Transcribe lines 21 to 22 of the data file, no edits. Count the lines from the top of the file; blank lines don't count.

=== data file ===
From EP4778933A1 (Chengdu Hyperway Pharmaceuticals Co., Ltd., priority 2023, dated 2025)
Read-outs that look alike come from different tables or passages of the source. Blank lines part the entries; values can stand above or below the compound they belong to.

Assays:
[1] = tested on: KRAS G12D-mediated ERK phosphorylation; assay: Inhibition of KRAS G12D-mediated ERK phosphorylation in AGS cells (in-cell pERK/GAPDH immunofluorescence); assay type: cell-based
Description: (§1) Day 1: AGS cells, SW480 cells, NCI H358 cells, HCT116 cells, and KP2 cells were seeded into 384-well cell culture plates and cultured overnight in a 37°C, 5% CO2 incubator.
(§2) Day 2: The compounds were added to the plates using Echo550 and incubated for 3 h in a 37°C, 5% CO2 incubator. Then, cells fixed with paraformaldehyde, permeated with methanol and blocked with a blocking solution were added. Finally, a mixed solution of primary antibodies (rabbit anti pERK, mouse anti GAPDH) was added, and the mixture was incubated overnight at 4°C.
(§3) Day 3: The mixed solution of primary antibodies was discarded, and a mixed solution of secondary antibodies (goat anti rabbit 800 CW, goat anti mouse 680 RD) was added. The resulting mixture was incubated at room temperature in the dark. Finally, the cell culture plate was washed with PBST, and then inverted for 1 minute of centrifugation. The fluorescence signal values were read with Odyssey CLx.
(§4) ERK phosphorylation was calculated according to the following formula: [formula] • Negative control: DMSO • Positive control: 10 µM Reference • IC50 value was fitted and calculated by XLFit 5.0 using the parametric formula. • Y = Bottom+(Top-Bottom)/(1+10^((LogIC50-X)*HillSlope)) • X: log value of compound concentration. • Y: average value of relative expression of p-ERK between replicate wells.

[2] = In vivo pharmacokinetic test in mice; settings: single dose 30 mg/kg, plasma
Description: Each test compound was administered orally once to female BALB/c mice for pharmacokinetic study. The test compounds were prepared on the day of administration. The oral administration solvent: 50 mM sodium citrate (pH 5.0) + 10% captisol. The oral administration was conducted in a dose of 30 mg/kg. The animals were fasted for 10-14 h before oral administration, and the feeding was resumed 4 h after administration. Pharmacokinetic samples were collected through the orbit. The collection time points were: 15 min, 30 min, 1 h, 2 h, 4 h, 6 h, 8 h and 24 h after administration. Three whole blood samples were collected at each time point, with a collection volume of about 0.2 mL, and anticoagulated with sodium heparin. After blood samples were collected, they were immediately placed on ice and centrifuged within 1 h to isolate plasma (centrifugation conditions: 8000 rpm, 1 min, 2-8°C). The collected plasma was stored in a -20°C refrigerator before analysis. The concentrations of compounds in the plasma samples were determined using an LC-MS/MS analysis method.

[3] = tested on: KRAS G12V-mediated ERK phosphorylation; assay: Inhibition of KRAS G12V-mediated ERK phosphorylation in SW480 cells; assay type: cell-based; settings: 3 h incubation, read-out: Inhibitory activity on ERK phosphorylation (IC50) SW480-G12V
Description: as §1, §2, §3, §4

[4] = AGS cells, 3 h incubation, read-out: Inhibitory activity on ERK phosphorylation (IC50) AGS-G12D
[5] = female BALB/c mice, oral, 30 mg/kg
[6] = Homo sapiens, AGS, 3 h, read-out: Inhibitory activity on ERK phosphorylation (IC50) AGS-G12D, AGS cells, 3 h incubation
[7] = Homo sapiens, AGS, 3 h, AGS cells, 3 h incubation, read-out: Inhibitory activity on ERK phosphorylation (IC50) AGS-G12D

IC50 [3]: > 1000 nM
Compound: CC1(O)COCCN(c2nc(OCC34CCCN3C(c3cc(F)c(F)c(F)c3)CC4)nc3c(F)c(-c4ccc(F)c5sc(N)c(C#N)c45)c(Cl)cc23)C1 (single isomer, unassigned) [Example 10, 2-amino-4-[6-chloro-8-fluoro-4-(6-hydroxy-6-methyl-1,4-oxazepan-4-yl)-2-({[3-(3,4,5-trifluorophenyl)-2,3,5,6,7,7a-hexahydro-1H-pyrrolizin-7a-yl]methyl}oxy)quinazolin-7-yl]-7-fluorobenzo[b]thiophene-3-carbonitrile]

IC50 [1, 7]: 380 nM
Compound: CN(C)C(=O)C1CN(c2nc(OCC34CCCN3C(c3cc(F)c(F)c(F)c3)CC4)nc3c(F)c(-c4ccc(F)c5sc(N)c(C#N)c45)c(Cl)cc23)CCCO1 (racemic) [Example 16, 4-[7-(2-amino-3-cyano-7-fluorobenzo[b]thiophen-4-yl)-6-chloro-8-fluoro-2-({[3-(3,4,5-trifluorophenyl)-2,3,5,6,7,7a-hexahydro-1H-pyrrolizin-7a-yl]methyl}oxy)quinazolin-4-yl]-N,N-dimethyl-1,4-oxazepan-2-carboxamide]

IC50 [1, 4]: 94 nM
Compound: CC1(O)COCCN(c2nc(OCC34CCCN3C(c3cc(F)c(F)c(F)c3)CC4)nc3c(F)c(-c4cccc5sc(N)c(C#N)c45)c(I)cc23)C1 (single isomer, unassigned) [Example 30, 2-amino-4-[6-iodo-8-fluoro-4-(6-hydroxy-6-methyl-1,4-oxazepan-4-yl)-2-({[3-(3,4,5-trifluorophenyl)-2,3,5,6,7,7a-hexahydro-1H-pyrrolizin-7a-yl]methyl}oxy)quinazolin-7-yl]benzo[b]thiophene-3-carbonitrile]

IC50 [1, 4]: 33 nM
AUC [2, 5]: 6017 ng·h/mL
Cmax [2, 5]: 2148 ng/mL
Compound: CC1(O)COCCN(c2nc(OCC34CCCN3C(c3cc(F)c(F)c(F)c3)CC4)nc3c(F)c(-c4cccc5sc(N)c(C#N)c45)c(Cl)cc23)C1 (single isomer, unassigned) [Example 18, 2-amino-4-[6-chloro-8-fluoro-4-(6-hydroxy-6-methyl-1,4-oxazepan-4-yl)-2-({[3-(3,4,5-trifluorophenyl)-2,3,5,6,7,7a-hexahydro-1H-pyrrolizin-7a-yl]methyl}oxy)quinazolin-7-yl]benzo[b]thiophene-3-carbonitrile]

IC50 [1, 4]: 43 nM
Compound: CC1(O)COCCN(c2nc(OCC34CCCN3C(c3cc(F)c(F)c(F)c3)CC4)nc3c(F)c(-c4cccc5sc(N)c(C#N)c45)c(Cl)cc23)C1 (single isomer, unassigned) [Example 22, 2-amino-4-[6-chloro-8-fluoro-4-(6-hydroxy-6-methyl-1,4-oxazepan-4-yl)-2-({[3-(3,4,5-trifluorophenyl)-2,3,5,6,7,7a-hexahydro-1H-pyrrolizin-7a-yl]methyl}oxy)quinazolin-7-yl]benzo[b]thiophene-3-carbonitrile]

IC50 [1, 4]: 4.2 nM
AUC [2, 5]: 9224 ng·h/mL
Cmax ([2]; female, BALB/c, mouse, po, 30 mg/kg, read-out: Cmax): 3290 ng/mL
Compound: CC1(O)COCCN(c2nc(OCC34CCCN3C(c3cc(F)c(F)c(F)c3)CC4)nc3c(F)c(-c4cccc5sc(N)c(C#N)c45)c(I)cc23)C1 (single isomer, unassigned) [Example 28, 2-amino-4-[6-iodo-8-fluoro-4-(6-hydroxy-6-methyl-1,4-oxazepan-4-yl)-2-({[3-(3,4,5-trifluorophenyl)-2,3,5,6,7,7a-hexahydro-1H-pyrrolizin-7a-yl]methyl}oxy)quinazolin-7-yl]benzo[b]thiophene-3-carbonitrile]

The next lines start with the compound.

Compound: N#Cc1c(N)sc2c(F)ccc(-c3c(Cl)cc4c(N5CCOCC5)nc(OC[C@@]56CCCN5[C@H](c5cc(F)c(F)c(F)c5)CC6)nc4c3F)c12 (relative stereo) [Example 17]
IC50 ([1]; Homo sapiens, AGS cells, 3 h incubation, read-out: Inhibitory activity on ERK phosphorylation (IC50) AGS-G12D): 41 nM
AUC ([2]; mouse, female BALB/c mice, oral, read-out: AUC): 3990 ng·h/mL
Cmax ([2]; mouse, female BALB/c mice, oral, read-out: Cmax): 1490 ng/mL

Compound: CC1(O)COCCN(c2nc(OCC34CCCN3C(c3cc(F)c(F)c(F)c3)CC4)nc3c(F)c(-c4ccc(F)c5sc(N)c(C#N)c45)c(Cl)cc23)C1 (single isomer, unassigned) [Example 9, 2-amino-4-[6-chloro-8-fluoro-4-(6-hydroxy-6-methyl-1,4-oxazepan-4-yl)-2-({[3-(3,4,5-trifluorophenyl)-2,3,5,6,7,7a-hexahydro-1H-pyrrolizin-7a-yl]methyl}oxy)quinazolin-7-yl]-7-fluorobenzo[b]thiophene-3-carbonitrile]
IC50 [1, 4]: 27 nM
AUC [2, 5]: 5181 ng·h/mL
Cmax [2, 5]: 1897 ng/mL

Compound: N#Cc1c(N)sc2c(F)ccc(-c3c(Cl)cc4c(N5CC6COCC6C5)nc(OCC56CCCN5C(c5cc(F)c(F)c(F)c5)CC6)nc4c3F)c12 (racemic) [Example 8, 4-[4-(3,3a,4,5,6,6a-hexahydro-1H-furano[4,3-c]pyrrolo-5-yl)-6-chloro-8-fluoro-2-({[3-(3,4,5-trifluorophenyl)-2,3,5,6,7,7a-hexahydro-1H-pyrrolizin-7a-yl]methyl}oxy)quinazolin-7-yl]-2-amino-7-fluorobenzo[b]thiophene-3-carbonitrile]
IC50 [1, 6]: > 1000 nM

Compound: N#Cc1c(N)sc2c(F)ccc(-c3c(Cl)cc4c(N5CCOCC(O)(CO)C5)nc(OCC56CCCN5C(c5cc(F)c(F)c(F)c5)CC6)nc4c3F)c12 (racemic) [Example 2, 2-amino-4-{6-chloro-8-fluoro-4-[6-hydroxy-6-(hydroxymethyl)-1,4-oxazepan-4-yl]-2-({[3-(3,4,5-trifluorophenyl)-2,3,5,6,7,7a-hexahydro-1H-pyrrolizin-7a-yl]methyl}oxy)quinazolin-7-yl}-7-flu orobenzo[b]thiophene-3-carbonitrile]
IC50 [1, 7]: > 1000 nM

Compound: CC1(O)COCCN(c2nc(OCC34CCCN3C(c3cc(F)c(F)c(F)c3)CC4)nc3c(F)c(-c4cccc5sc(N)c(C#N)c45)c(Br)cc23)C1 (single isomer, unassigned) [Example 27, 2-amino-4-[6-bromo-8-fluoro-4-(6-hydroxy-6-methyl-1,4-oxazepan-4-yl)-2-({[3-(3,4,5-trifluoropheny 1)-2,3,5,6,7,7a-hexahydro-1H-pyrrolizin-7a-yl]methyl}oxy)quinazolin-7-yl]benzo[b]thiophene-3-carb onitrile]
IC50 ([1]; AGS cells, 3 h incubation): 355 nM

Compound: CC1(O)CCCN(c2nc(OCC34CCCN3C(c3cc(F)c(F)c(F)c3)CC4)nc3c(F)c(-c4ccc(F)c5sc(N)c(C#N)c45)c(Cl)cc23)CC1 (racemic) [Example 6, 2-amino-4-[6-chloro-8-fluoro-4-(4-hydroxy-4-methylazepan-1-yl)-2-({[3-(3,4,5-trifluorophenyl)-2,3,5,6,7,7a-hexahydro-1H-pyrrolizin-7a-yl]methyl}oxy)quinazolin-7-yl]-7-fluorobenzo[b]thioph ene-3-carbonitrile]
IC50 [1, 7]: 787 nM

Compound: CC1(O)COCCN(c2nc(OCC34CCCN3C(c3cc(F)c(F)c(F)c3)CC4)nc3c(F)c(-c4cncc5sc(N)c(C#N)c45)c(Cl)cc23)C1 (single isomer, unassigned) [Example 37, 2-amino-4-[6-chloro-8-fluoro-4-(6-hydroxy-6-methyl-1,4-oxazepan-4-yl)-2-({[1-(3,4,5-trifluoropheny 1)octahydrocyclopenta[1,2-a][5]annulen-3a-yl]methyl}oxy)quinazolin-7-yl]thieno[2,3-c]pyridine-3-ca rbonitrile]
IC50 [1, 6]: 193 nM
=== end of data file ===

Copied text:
IC50 [1, 4]: 94 nM
Compound: CC1(O)COCCN(c2nc(OCC34CCCN3C(c3cc(F)c(F)c(F)c3)CC4)nc3c(F)c(-c4cccc5sc(N)c(C#N)c45)c(I)cc23)C1 (single isomer, unassigned) [Example 30, 2-amino-4-[6-iodo-8-fluoro-4-(6-hydroxy-6-methyl-1,4-oxazepan-4-yl)-2-({[3-(3,4,5-trifluorophenyl)-2,3,5,6,7,7a-hexahydro-1H-pyrrolizin-7a-yl]methyl}oxy)quinazolin-7-yl]benzo[b]thiophene-3-carbonitrile]